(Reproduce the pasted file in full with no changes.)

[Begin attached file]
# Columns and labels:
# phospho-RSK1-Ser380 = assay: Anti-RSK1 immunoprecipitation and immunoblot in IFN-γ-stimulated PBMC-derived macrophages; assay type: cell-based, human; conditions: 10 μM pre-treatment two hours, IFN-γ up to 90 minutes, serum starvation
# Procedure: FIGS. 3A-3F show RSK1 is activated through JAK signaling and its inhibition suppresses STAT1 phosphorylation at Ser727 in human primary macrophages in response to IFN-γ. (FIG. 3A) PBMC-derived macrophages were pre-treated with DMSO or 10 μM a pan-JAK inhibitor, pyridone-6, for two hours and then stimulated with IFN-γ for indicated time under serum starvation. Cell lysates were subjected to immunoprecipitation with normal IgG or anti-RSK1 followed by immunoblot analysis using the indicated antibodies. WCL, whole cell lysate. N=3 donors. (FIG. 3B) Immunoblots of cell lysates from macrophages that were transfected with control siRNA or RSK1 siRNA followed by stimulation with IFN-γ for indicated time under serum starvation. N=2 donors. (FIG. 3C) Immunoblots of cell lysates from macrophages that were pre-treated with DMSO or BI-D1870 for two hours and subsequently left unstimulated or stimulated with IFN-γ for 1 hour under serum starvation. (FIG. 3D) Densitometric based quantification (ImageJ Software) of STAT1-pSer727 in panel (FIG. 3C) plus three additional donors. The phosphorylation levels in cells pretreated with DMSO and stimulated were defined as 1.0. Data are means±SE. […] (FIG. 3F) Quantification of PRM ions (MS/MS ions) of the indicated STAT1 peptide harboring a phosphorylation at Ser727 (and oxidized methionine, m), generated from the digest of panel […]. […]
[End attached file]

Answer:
# Columns and labels:
# phospho-RSK1-Ser380 = assay: Anti-RSK1 immunoprecipitation and immunoblot in IFN-γ-stimulated PBMC-derived macrophages; assay type: cell-based, human; conditions: 10 μM pre-treatment two hours, IFN-γ up to 90 minutes, serum starvation
# Procedure: FIGS. 3A-3F show RSK1 is activated through JAK signaling and its inhibition suppresses STAT1 phosphorylation at Ser727 in human primary macrophages in response to IFN-γ. (FIG. 3A) PBMC-derived macrophages were pre-treated with DMSO or 10 μM a pan-JAK inhibitor, pyridone-6, for two hours and then stimulated with IFN-γ for indicated time under serum starvation. Cell lysates were subjected to immunoprecipitation with normal IgG or anti-RSK1 followed by immunoblot analysis using the indicated antibodies. WCL, whole cell lysate. N=3 donors. (FIG. 3B) Immunoblots of cell lysates from macrophages that were transfected with control siRNA or RSK1 siRNA followed by stimulation with IFN-γ for indicated time under serum starvation. N=2 donors. (FIG. 3C) Immunoblots of cell lysates from macrophages that were pre-treated with DMSO or BI-D1870 for two hours and subsequently left unstimulated or stimulated with IFN-γ for 1 hour under serum starvation. (FIG. 3D) Densitometric based quantification (ImageJ Software) of STAT1-pSer727 in panel (FIG. 3C) plus three additional donors. The phosphorylation levels in cells pretreated with DMSO and stimulated were defined as 1.0. Data are means±SE. […] (FIG. 3F) Quantification of PRM ions (MS/MS ions) of the indicated STAT1 peptide harboring a phosphorylation at Ser727 (and oxidized methionine, m), generated from the digest of panel […]. […]